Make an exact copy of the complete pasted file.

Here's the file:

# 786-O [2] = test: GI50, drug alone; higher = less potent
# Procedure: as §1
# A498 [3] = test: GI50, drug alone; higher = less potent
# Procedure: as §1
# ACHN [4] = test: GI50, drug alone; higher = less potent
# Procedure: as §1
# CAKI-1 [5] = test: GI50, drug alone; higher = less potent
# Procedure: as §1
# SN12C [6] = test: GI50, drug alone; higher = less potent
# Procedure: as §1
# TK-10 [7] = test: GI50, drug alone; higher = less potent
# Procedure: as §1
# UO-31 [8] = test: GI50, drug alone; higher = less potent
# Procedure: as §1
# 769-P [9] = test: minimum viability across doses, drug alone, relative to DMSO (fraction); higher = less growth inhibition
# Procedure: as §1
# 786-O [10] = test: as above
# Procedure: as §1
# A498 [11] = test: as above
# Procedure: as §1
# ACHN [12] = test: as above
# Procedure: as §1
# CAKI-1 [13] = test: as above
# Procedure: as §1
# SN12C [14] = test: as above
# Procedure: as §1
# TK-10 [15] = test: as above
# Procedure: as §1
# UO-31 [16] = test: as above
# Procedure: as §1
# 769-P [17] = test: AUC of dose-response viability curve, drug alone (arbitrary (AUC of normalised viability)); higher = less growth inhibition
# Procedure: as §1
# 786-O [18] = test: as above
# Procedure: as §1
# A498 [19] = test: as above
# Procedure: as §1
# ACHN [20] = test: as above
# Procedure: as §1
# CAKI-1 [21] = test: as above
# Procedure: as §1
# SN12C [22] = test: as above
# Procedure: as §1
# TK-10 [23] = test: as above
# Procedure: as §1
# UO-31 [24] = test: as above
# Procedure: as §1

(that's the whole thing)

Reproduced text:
# 786-O [2] = test: GI50, drug alone; higher = less potent
# Procedure: as §1
# A498 [3] = test: GI50, drug alone; higher = less potent
# Procedure: as §1
# ACHN [4] = test: GI50, drug alone; higher = less potent
# Procedure: as §1
# CAKI-1 [5] = test: GI50, drug alone; higher = less potent
# Procedure: as §1
# SN12C [6] = test: GI50, drug alone; higher = less potent
# Procedure: as §1
# TK-10 [7] = test: GI50, drug alone; higher = less potent
# Procedure: as §1
# UO-31 [8] = test: GI50, drug alone; higher = less potent
# Procedure: as §1
# 769-P [9] = test: minimum viability across doses, drug alone, relative to DMSO (fraction); higher = less growth inhibition
# Procedure: as §1
# 786-O [10] = test: as above
# Procedure: as §1
# A498 [11] = test: as above
# Procedure: as §1
# ACHN [12] = test: as above
# Procedure: as §1
# CAKI-1 [13] = test: as above
# Procedure: as §1
# SN12C [14] = test: as above
# Procedure: as §1
# TK-10 [15] = test: as above
# Procedure: as §1
# UO-31 [16] = test: as above
# Procedure: as §1
# 769-P [17] = test: AUC of dose-response viability curve, drug alone (arbitrary (AUC of normalised viability)); higher = less growth inhibition
# Procedure: as §1
# 786-O [18] = test: as above
# Procedure: as §1
# A498 [19] = test: as above
# Procedure: as §1
# ACHN [20] = test: as above
# Procedure: as §1
# CAKI-1 [21] = test: as above
# Procedure: as §1
# SN12C [22] = test: as above
# Procedure: as §1
# TK-10 [23] = test: as above
# Procedure: as §1
# UO-31 [24] = test: as above
# Procedure: as §1